Talking Drums

The West African News Magazine

Question Of Power

A Touch of Nokoko by Kofi Akumanyi

"LAND was the main issue in the liberation war, wasn't it?" Jonathan Steele, a writer for the Guardian asked Dr Eddison Zvobgo, Zimbabwe's Minister of Justice and Legal and Constitutional Affairs and one of Mr Robert Mugabe's most senior colleagues. "No," he replied, "it was power. Even if Ian Smith had changed his spots and brought in a far reaching programme of land reform," he went on, "that would not have been good enough. Power had to change hands." (Guardian of 30th May 1984). Political scientists have, over years, pondered on the concept of power and theorised on the how, what, where and why of this five-letter word which is at the centre of all political discussions. All my life, I have also wondered about the whole question of power and what it entails. I have watched power and authority in action every waking and sleeping second of my life and I am none the wiser for the experience and knowledge about what makes power and holders of it do what they do.

To probe deeper into the concept of political power I thought I should pick the brains of ordinary people on the subject and so hit on the idea of conducting a 'Give us a clue' exercise with children of a primary school near where I live with the kind permission of the teacher. The class has a multi-racial outlook. The question on the floor was: What is power? A tiny hand shot up.

"Power ... is it what makes the electric bulbs light up? ... the cooker rings to become hot to enable mummy to cook the dinner? . . ." the little boy asks hesitantly.

"Well, you're on the right tracks but power can also be quite stone cold and yet burn things," I suggest, "beside it may or may not be tangible. I mean you can't touch it".

"Oh, I know what power is," another voice from the back of the class shouted "It is strength. If you're strong then you have power. My father said. Geoff Capes has power that's why he can lift cars and heavy things. He has power hasn't he?"

"Quite right, except that power can reside in very tiny people too who can use it to perform incredible things," I say which conundrum makes the kids screw up their faces in bewilderment.

"Oh yes, I know now what it is. My father has got it. The other day my father and a huge man in the other car shouted at each other in the traffic and the big man became frightened and drove off when my father got out of his car in a very terrible mood."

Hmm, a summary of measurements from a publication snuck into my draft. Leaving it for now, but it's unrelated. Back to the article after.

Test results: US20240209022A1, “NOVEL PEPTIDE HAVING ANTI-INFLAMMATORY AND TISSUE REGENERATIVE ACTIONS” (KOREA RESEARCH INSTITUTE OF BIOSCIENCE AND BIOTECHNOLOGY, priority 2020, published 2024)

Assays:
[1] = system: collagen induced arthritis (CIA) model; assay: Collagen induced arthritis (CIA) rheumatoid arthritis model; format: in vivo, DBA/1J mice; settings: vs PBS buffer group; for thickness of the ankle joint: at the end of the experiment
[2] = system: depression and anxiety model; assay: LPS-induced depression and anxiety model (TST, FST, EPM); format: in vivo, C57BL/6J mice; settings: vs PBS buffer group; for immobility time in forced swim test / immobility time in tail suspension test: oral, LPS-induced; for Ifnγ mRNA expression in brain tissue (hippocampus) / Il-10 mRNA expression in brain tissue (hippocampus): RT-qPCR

"OK, I admit that could be another show of power but think about the country as a whole. Who could have bigger power than your father?"

"The Police, of course."

"No," someone cuts in, "it is the judge who sends people to prison".

"You're both right. But as you may realise, the two work together and the judge could be more powerful."

"No, he is not. The judge cannot arrest anybody. The police has the power to arrest people. Haven't you seen them on the television? They use horses to stop the striking miners from picketing," one young fellow educated me.

"The Police has power to arrest people who break the laws of the country and the judge sends such people to jail if found guilty of the offence. But the power or authority they have was given to them by someone. Who is it?" I ask.

"The Prime Minister, Mrs Margaret Thatcher?"

"The Queen?" suggests another.

"God?" come the rapid replies from the class.

"Very intelligent children, you all are. All those you've mentioned no doubt have power," I say "but, you see the power of these three have been limited over the years."

"How?" they ask in unison and I realise that the exercise is becoming more complex than I anticipated.

"Many, many, years ago the King or Queen had absolute power in the whole country and he or she could do anything he or she liked."

"Who gave her the power?", my question comes back to me.

"Good question," I commend the questioner, "She used to say that she derived it from God".

"What happened to change it?" "

Well, people she ruled challenged that view and said that since they provided the money through taxes etc to run the country they have the power to decide things for themselves."

"Is that why we have the parliament where people vote to elect others to make laws?" a politically-inclined little chap asks.

"You're spot on. So these days, real power, it is claimed, resides in the ordinary people," I conclude the very illuminating discussion.

"Please, Sir, there's one thing I don't understand," asks a little boy who has not spoken since the beginning of the session." What's the role of soldiers in all this?"

"Well, they are there to protect the country against enemies from outside."

"Who said so?"

"Look, youngman, that's the law.Soldiers protect the state."

"No, not in my country. My father says because they have the guns, they have the real power."

He is black and probably comes from Africa somewhere.

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